Some people believe standing up for what you believe in is hard. For me, it was very easy. When I first heard about Glamis being closed down in 2000, it hit me like the death of an old friend. I had been driving equipment around in the company van, and a colleague and fellow duner told me about it when I stopped at his location. My first reaction was to take duct tape (green, as I recall) and spell out SAVE GLAMIS on the back doors. I don’t remember how my boss reacted, although I do recall removing the tape at the end of the day. What I do remember is seeking out ways I could fight to keep the dunes open. The internet was in its infancy, pagers were still far more common than cell phones, and communication was done the old-fashioned way: face to face. I found Sanjay, who ran an ATV rental place in Orange, California; he was coordinating efforts to let people know what was going on in the dunes.
The biggest challenge with the judgement for injunctive relief that temporarily closed 49,000 acres at the Imperial Sand Dunes Recreation Area was in the timing. The closures were to be implemented immediately, and the Bureau of Land Management did not have the resources to mark out the closed area, and the judgement was issued just weeks before the Thanksgiving holiday. The call went out, and I drove out to the dunes on Thanksgiving Day to set up a small information kiosk at the Gecko campground along with two other volunteers to inform people that there were closed areas, and that we needed to stay out of those areas or risk losing the entire recreation area. I was able to ride out to the large closure area south of Roadrunner campground, and did see some closure markers, but certainly not enough for people to know what was open and what was closed. Thankfully, after the busiest weekend of the season, the judge did not expand the closure to the entire dune area, and we were able to keep enjoying a portion of the dunes while we fought to reopen the rest.
I have continued to volunteer for the ASA for the past 20 years because of how much the dunes mean to me. For me, the dunes are my center, and the closest place to what I feel as “home”. I have been going to dune riding areas since I was 3 years old, and how far of a drive it is to the dunes has been a major consideration for every move I have made. I have served in many different roles from California Events Coordinator to Forum Moderator/Administrator, to Board Member, Board President and now interim Executive Director. The victory of the reopening of 40,000 acres has been tempered by the unbalanced impact to the south dunes along with the loss of an OHV “legal” crossing to the east side of the dunes. The next battle is against the efforts of the California Coastal Commission to shut down Oceano Dunes SVRA. As long as there is a need to stand up for our riding areas, I will continue to serve my fellow duners in whatever capacity I am able to do so. Please join me in supporting the ASA, whether through a Supporting Membership, a Business Sponsorship or by volunteering. Every contribution is vital to our efforts to keep fighting for OUR sand dune recreation areas!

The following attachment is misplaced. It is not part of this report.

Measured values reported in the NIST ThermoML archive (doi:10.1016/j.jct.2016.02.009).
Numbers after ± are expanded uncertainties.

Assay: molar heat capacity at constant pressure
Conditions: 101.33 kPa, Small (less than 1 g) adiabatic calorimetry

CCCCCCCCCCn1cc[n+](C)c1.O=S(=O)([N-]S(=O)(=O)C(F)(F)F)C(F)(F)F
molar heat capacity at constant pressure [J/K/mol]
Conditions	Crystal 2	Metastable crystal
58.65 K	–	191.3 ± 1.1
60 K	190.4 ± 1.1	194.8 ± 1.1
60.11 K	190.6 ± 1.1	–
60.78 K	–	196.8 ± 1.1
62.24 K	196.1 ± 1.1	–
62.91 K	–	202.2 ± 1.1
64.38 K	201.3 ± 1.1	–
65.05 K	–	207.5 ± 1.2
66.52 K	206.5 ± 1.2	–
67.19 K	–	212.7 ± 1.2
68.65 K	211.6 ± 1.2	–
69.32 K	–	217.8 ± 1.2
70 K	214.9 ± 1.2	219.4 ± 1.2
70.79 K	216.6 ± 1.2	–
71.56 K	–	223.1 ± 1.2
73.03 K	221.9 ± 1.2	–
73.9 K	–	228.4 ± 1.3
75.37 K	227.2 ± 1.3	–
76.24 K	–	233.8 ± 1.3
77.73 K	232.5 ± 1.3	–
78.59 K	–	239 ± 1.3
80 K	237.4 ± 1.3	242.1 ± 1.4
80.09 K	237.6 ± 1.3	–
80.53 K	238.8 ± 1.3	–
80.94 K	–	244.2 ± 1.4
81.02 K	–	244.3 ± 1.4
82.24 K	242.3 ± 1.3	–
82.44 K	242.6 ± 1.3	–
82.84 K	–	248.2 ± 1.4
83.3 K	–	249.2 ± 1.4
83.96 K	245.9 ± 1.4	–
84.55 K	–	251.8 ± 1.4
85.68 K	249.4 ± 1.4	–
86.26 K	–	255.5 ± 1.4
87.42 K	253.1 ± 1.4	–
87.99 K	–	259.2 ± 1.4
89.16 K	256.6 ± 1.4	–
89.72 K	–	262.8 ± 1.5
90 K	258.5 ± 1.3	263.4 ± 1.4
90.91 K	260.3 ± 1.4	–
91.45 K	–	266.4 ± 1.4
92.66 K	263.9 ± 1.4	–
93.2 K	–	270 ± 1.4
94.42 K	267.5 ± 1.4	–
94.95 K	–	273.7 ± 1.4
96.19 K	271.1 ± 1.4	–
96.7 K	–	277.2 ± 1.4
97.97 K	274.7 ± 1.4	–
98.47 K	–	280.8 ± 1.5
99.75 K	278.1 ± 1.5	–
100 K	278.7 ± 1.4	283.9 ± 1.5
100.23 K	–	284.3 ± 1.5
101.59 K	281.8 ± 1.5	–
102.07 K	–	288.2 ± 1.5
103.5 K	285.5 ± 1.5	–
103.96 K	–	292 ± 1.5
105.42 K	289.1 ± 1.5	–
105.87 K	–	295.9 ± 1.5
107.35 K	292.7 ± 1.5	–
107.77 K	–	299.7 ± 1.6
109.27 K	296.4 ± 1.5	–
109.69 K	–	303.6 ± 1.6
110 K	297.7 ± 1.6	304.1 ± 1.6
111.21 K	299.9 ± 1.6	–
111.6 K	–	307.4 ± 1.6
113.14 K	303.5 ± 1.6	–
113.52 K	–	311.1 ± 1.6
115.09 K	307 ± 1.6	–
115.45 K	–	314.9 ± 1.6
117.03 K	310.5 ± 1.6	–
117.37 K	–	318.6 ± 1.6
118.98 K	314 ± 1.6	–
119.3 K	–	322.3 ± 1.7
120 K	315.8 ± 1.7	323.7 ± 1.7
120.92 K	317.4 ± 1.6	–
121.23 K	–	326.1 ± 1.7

Bryan is a lifelong duner, making his first trip to Dumont Dunes at 3 years old back in 1974. He has ridden all kinds of vehicles across the dunes, including an ATC 90, Yamaha Banshee and YFZ450 as well as a VW powered sand rail. He has visited dune areas throughout the western US including Glamis, Dumont, Oceano, Oregon Dunes and St Anthony’s Dunes. Bryan has been volunteering for the ASA since Thanksgiving weekend 2000, and continues to support the efforts of the organization as the current Board President.